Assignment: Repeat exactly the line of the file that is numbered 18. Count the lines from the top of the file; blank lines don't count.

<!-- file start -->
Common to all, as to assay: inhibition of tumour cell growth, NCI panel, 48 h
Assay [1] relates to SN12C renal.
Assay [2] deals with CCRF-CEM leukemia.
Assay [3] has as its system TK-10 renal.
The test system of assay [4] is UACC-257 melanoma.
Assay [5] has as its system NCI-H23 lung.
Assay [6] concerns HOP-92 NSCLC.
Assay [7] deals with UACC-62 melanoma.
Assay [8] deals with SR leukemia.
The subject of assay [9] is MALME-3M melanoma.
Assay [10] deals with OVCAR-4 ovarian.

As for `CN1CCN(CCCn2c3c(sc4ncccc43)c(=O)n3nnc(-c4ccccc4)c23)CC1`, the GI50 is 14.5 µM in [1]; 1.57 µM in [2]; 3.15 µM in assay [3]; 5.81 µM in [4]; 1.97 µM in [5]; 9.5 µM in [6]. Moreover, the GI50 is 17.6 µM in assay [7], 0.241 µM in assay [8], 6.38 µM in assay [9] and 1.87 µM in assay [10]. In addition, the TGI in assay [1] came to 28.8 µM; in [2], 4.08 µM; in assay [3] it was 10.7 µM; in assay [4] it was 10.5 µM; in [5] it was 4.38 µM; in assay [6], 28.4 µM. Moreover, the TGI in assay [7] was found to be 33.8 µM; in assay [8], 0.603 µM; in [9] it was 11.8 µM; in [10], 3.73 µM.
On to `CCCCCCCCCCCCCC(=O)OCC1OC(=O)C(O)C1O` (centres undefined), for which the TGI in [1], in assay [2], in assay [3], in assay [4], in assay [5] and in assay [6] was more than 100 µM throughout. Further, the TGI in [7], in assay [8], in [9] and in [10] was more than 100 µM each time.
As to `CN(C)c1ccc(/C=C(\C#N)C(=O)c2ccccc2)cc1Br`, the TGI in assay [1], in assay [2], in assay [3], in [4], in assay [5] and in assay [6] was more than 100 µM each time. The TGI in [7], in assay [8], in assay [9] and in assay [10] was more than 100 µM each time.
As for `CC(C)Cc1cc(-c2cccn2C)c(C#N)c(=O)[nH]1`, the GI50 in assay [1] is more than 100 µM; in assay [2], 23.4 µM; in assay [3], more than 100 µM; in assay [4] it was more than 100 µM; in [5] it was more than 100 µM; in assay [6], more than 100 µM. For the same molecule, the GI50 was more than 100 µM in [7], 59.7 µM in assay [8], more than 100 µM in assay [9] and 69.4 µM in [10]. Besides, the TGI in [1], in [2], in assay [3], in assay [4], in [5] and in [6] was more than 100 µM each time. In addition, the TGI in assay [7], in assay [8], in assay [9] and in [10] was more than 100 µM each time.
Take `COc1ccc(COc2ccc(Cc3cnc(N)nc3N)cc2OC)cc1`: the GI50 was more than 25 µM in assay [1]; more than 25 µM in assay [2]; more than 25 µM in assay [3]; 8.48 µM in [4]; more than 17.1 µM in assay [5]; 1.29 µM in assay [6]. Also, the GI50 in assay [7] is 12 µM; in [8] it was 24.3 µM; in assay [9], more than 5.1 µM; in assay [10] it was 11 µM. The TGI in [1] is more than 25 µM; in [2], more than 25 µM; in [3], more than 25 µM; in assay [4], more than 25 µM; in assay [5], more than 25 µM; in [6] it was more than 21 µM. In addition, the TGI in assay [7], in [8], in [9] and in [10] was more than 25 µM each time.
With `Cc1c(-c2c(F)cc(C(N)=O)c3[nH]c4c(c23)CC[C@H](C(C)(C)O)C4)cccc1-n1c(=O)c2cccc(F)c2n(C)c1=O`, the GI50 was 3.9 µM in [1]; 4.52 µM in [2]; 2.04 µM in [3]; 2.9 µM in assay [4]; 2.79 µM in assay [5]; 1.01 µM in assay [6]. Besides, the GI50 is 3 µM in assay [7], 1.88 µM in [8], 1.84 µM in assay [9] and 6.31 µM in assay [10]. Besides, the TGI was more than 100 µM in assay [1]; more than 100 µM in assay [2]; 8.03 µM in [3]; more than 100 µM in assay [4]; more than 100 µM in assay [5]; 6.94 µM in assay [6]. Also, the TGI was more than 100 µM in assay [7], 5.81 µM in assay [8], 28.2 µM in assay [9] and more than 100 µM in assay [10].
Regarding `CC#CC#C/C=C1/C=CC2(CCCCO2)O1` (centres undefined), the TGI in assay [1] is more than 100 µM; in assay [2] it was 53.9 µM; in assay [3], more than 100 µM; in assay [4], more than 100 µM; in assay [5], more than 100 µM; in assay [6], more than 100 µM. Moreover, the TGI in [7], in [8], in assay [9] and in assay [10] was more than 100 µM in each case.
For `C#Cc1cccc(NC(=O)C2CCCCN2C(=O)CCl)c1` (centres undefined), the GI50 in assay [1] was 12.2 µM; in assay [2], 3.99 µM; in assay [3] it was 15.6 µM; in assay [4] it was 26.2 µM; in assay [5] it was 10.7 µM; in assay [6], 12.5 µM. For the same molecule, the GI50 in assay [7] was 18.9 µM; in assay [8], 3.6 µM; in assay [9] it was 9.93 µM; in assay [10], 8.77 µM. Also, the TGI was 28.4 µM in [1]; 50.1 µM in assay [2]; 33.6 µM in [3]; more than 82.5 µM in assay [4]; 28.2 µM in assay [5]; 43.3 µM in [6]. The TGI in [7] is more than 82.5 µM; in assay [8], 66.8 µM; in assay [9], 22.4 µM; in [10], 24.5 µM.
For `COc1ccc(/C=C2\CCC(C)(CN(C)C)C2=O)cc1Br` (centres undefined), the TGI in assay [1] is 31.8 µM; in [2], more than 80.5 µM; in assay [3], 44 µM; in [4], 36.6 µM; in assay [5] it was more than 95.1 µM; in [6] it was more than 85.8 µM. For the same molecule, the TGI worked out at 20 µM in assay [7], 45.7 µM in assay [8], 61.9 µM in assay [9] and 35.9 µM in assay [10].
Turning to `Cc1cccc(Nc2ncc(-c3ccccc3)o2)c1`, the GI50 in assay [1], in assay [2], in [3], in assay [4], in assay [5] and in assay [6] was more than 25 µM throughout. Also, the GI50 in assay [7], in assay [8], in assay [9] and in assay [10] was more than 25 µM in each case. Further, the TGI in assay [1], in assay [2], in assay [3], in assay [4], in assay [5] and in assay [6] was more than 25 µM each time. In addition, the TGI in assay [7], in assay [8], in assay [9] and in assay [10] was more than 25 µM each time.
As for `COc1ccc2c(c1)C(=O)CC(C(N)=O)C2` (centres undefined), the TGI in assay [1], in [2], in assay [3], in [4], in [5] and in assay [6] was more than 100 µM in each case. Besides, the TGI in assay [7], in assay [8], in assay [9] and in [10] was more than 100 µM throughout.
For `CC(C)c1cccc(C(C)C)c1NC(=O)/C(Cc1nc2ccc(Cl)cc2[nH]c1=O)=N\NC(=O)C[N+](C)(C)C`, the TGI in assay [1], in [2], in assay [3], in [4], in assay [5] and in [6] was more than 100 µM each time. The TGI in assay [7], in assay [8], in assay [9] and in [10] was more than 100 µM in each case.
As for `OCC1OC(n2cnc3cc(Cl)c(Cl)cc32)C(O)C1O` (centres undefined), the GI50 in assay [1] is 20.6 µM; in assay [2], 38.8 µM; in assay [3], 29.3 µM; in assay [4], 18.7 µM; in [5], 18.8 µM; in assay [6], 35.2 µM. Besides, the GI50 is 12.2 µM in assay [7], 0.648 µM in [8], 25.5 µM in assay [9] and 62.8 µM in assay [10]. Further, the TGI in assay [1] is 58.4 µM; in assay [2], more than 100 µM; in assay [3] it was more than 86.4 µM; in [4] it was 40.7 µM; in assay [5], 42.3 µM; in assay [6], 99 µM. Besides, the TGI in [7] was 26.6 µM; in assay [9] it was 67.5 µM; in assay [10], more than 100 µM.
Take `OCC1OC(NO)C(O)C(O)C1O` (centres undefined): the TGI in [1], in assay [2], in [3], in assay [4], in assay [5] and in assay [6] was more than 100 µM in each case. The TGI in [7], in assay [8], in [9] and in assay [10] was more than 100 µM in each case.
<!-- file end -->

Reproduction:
Regarding `CC#CC#C/C=C1/C=CC2(CCCCO2)O1` (centres undefined), the TGI in assay [1] is more than 100 µM; in assay [2] it was 53.9 µM; in assay [3], more than 100 µM; in assay [4], more than 100 µM; in assay [5], more than 100 µM; in assay [6], more than 100 µM. Moreover, the TGI in [7], in [8], in assay [9] and in assay [10] was more than 100 µM in each case.